I don’t know whether my 3x-great-grandfather met with any Alabamans, but this is what their war did to him, when as a member of Co. F, 17th Iowa Infantry, he
participated in the battles of Pittsburg Landing and Shiloh, and took part in the many engagements which led to the evacuation of Corinth and Iuka. At the camp at Clear Creek our subject was attacked with the intermittent fever. He was removed to St. Louis, Mo., and placed in the Good Samaritan Hospital, remaining there for some time, and was finally honorably discharged on account of physical disability. At the time of his discharge he was so reduced in flesh that he was merely a skeleton, with an epidermis stretched over it. He rejoined his people in Nebraska [after] endur[ing] without a complaint the terrible experiences had on the fields of Shiloh, Pittsburg Landing and Iuka. Returning home he suffered for years, broken in health, but not in courage or spirit.
I’ve always assumed that the first description of the vocalizations of the song sparrow was Alexander Wilson’s in the American Ornithology.
The notes, or chant, are short but very sweet, resembling the beginning of the Canary’s song.
I’ve been wrong. A dozen years before Wilson even thought about coming to America, Thomas Pennant in his account of the bird not only mentioned but transcribed the common call in English syllables — not the song, but the call, that familiar husky chirp,
Pennant, working from specimens sent from the US by Ashton Blackburn, tells us that the bird is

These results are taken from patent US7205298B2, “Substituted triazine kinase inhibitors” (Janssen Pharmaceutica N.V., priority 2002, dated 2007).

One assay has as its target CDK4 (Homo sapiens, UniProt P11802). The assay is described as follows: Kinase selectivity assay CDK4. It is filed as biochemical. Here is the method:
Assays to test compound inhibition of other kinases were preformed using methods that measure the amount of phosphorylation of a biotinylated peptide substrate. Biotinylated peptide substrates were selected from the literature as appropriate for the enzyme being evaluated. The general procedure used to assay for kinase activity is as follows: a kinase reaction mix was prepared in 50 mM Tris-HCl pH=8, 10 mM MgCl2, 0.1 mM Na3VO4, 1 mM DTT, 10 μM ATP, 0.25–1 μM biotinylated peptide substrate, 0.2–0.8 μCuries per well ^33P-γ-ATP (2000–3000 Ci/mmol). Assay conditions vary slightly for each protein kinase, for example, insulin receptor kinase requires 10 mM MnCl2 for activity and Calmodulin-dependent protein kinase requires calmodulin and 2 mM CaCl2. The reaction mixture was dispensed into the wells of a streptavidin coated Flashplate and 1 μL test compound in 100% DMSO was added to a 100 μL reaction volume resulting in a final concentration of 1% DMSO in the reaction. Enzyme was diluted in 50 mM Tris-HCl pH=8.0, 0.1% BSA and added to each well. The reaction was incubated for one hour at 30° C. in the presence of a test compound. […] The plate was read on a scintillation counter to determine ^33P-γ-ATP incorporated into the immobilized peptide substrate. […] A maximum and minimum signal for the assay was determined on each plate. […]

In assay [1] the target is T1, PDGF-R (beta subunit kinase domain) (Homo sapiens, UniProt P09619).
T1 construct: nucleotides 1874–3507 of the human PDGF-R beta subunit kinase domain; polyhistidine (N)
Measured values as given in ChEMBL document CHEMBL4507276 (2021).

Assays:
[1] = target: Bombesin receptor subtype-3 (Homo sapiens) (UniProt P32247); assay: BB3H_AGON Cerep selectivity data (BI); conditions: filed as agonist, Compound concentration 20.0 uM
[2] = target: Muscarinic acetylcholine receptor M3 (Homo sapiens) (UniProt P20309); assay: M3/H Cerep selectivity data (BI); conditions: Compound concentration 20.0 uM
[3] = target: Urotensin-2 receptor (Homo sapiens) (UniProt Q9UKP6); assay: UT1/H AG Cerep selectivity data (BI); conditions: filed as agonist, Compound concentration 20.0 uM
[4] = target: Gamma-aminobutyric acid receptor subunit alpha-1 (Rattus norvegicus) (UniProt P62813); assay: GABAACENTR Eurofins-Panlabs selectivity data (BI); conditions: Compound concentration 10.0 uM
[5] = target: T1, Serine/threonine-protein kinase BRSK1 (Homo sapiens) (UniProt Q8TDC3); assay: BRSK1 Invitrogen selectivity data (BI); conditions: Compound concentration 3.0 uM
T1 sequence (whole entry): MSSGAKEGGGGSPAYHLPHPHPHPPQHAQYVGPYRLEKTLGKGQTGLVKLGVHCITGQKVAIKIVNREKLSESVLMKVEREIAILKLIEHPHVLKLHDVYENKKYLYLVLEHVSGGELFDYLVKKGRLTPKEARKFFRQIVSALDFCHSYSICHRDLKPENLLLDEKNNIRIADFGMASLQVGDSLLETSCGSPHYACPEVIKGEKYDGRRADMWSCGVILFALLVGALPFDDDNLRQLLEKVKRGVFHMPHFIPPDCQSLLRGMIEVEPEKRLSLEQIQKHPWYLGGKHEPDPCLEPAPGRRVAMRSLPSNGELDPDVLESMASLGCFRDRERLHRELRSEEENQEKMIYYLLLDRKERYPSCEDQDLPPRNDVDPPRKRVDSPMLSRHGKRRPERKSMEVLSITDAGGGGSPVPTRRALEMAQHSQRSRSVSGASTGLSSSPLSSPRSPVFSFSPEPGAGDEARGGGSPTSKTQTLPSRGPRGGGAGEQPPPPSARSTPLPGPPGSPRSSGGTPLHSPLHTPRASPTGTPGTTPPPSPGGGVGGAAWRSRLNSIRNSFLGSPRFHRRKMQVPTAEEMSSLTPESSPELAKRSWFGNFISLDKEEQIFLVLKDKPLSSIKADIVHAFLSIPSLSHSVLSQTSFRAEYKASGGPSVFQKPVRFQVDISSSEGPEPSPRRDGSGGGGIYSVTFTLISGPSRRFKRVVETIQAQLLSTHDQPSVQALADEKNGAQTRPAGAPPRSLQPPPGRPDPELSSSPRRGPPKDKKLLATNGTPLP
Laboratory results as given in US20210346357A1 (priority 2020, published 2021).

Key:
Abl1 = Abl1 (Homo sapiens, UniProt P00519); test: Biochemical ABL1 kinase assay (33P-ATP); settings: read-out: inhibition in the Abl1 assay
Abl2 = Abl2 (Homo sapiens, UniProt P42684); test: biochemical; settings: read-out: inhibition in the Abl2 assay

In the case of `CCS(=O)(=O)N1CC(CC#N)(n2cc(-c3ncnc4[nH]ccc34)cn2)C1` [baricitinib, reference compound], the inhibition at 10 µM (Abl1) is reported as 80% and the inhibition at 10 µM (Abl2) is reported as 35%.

called in New York, the Shepherd, from its note.
Something new, every day.
A poem by Annie Adams Field, who died a hundred years ago, and who has too long been dismissed as a “woman poet” and remembered only as Sarah Orne Jewett’s friend.
I think this is a good poem.
Mark Catesby’s Natural History enjoyed a surprisingly vigorous Nachleben in the eighteenth century. Among its many continental reflexes was this Dutch work, published in the 1770s and incorporating Catesby’s work into a whole vast kaleidoscope of “foreign and curious” birds.
This copy, available on line at the wonderful Biodiversity Heritage Library, now lives in the Smithsonian Library. I know nothing about its provenance, but I do know that one user treated the book with rather less respect than it deserves.
Plate 35 is, well, exactly what the captions, German, Latin, and French, say it is: “the blue thrush called the solitary sparrow.” (The top caption is in German because Houttuyn was working from Seligmann’s translation.) The “solitary sparrow” is an old name for the blue rock thrush, as all Italian schoolchildren know. But our not so pius commentator didn’t get it.
After helpfully translating the French “moineau” at the bottom of the leaf, he then drew a speech bubble coming out of the bird’s open bill.
The bird itself speaks its identity, “probably olive-backed thrush, Turdus swainsoni” — our Swainson’s thrush.
If you’re going to deface a book, at least get it right.
Over at the ABA Blog today with a brief, informal review of Laurent Demongin’s new Guide d’identification des oiseaux en main — and a few remarks on why it doesn’t pay to be afraid of books in languages other than English.
At the same time I’m hoping to inspire some of you to join me in France next year: